The previous figures on VC actually overstate the number of VCs who are really good at getting into big winners early. There have only been 36 VCs who invested in two or more billion dollar exits since 2004. And of these, a much smaller percentage got in to the big winners at the Series A or earlier. “Stock picking” for lack of a better term is difficult in venture and this is even for the firms with the most storied histories, most resources and largest teams.
Again, you can expect that micro VCs, angels and accelerators will follow a similar trend. A very small minority will fish in better pond and see better dealflow and also have investment professionals who can see around corners.
Slide 10 – Who Cares?
But who really cares about these emerging smaller investors. Several folks in our experience:
If you are an LP investing in venture funds, there are only so many Sequoia Capital’s or Union Square Ventures that you can invest in. That is, if you’re lucky enough to even have access to those funds. And so many LPs are working with us to figure out which emerging fund managers or even angels might be worth supporting and investing with.
They want to identify the next Greylock, Sequoia, Accel and they’re looking for these emerging fund managers as a way to do this.
Investors (VCs, Corporates, Hedge Funds)
Other mid- and late-stage investors want to identify the best micro-VCs as building relationships with them means access to dealflow (akin to the scout programs of some of the larger funds) and industry information.
Corporations (M&A, Innovation & Strategy)
Corporations want to identify the most promising emerging fund managers for a few reasons.
- Their M&A groups want to identify fund managers early on who are investing in areas of relevance to them as the investments of these managers represent future dealflow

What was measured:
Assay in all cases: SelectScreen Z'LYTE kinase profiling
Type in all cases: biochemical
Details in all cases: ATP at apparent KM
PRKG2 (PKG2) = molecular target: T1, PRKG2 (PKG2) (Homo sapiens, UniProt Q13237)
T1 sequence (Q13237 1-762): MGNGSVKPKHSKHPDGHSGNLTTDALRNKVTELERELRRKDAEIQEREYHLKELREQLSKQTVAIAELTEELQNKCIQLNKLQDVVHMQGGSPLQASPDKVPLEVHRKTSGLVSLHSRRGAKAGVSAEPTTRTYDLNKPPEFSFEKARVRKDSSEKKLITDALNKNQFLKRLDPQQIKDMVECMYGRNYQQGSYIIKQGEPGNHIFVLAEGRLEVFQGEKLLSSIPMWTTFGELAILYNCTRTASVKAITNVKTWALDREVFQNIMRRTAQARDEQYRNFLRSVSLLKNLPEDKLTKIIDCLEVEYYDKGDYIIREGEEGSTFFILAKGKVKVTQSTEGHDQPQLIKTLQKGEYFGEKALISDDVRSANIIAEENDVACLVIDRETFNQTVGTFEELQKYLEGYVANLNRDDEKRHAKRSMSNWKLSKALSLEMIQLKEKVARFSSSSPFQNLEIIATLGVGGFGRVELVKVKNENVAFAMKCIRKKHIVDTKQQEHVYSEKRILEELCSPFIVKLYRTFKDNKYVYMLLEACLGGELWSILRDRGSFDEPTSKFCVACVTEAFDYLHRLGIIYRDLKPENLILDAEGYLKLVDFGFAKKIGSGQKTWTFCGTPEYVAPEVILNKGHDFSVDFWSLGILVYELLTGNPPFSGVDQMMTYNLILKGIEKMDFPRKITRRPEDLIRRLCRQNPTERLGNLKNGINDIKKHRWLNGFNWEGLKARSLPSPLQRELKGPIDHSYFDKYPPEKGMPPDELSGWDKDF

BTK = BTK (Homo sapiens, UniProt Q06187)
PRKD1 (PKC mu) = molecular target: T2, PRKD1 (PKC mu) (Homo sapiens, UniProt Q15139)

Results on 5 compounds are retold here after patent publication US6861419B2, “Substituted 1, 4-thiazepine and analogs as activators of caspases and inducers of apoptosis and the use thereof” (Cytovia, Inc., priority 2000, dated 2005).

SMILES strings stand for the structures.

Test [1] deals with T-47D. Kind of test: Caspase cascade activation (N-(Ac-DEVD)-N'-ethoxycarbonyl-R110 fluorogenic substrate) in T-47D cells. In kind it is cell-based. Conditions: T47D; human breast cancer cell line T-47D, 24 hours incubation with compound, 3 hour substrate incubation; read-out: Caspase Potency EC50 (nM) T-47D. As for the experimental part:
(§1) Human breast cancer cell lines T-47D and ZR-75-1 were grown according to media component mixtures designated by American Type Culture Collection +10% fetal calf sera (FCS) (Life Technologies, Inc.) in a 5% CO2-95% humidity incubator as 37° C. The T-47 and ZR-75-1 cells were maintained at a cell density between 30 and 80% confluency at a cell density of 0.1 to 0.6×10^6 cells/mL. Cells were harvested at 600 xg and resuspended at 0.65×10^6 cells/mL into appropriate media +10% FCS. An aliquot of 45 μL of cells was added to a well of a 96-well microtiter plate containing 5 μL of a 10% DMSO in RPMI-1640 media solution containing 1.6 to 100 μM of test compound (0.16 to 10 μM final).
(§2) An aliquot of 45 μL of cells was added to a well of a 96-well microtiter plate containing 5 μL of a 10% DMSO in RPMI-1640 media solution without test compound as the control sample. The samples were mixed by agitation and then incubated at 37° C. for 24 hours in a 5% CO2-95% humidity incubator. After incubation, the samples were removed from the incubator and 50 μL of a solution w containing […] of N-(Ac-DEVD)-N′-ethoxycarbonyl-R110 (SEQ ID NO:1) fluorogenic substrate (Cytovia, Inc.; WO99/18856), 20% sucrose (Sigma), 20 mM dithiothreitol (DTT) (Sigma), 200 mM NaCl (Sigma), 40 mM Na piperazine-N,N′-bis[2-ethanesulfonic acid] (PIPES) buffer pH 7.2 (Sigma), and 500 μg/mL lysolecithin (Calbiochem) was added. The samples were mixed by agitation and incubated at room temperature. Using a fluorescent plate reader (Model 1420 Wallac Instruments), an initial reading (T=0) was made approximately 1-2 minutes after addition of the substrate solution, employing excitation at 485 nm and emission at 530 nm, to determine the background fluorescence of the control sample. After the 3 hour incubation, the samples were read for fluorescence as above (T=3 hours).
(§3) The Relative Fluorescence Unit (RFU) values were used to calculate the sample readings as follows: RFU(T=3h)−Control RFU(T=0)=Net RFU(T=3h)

- Their strategy and innovation groups want to track the best investors and the deals they’re doing as they use these early-stage companies as indicators of where the world is going. They want to identify emerging business models, competitive threats and disruptive trends early and the companies of the best early-stage investors provide them a view into this.
This is not necessarily our target market but startups want to know who the best funds are so they can target the best investors during their funding search.
Slide 11 – Here’s the Problem
Despite the knowledge that most micro-VCs, angels and accelerators won’t generate returns and the fact that a lot of different groups ranging from LPs to VCs to Corporations would find intelligence on these funds valuable, they are very tough to assess with any rigor for a few reasons:
- Excessive reliance on the narrative – Like many things in VC overall, anecdote and narrative and gut instinct are key drivers of decision-making. So instead of using data to assess these early stage investors, we rely on cherry-picked anecdotes and smart-sound narratives by investors.
- Opaque – There is not a lot of data on the investments by these firms and what, if any, track record they have. (except of course, on CB Insights)
- Immature – As an investment class, micro VCs, for example, are still relatively new. And so returns data given their relative immaturity is not just tough to come by – it doesn’t exist yet.
Slide 12 – Solve With Data
Given some of these limitations, we can apply algorithms to available data to understand investor quality and effectiveness. This is something we’ve built at CB Insights called Investor Mosaic which leverages a lot of academic research into what drives investment returns in venture.
Slide 13 – Predictive Intel on Investor Quality Using Algorithms
Investor Mosaic uses a variety of factors that correlate with VC performance to determine how micro VCs, angels and accelerators stack up against one another. Those 6 dimensions are detailed below. (Note: More detail on the underlying algorithm and each measure can be found on the Investor Mosaic landing page but I didn’t go into detail on these during the presentation given time constraints)
Slide 14 – Google PageRank for Investors – Network Centrality